I certainly got a hit of nostalgia from the film. I recognized jokes from the comic strips that I haven’t read in two or three decades. If you are like me, the jazz score alone will send you back to your childhood. This is also one of the better, and better-known, installments in this franchise. This is the last movie with the original voice of Charlie Brown, so that gives it added nostalgic feel. The story has a good arc to it with and while there are a couple of Snoopy bits that don’t add much to the plot, they are still fun to watch. (And let’s face it, you can’t have a Peanuts cartoon without a Snoopy vs. The Red Baron bit.)

Snoopy, Come Home

The Peanuts gang are at the beach and are having a great time. Peppermint Patty and Snoopy have such a good time that they decide to meet at the beach the next day, much to the dismay of Charlie Brown. Snoopy is Charlie Brown’s dog and he takes care of him, but Snoopy is tends to have adventures without him, leaving Charlie Brown angry. The next day, Peppermint Patty and Snoopy return to the beach for a picnic, but there’s a new rule, no dogs allowed. Worse still, they arrived separately, so Peppermint Patty doesn’t even know why Snoopy didn’t show up. Snoopy is so upset about this that he writes a letter to the editor. ... Okay, he doesn’t write it, because he’s a dog. He dictates it and Woodstock the bird types it up for him.

Later, Charlie Brown takes Sally and Snoopy to the library, but again there’s a new “No Dogs Allowed” policy. It doesn’t help that he was laughing loudly at a book. It’s so traumatic that Snoopy steals Linus’s blanket, but that only starts a fight between the two. Snoopy then gets into a sparring match with Lucy, who was practicing when Snoopy shows up.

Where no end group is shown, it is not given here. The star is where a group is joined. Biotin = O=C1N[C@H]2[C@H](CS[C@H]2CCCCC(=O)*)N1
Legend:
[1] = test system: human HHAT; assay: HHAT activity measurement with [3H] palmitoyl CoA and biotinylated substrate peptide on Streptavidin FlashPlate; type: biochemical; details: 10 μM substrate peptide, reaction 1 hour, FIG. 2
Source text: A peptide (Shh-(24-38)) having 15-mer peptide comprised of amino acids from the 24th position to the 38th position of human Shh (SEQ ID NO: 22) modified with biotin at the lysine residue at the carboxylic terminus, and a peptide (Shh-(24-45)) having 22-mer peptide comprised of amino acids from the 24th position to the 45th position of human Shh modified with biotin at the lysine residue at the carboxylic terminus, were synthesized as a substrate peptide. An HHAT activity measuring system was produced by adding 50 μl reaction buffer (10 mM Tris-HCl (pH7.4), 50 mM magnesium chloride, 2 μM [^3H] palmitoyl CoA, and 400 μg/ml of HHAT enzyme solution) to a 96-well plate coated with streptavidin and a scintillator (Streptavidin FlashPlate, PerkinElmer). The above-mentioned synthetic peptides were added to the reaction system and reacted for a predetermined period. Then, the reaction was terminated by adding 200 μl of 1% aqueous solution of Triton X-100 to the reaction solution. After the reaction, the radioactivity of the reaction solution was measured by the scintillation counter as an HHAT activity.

Then we finally get to the plot. There is a little girl, Lila, in a hospital. She has no one to visit her, so she writes a letter and sends it. The letter arrives and it is for Snoopy. As soon as he reads it, he packs a suitcase leaves with Woodstock. It’s a rough trip, because the bus doesn’t allow dogs and later on he gets temporarily kidnapped by a pet-obsessed young girl. Meanwhile, Charlie Brown freaks out who Lila is and why Snoopy left.

So who is Lila? And is Snoopy just visiting her, or is he leaving for good?

I believe the most apt phrase to describe this movie is “right in the feels”. It is a really good movie, but it is also really emotional dealing with subjects like loss and abandonment, while still having some very funny moments. The film doesn’t have the traditional jazz score, but the music was instead done by the Sherman Brothers. While I like the jazz score of the previous movie, the songs in this one are much catchier and that’s a real improvement. Likewise, the show feels less episodic and more timeless. Overall, it is an improvement in nearly every regard.

The Extras

There are no extras on either Blu-ray. That’s too bad.

Also, the films are in 4:3 aspect ratio. They were theatrical releases, but the creators knew the shows would be seen by a lot more people on TV and made it with the TV aspect ratio in mind.

The Verdict

Both A Boy Named Charlie Brown and Snoopy, Come Home are worth owning. However, the two Blu-ray releases have no extras and are not particularly cheap. If you already own the DVD, then there’s no real reason to upgrade. But if you are a fan of the franchise but don’t have these releases yet, then it is worth picking up.

Filed under: Video Review, Robert B. Sherman, Richard M. Sherman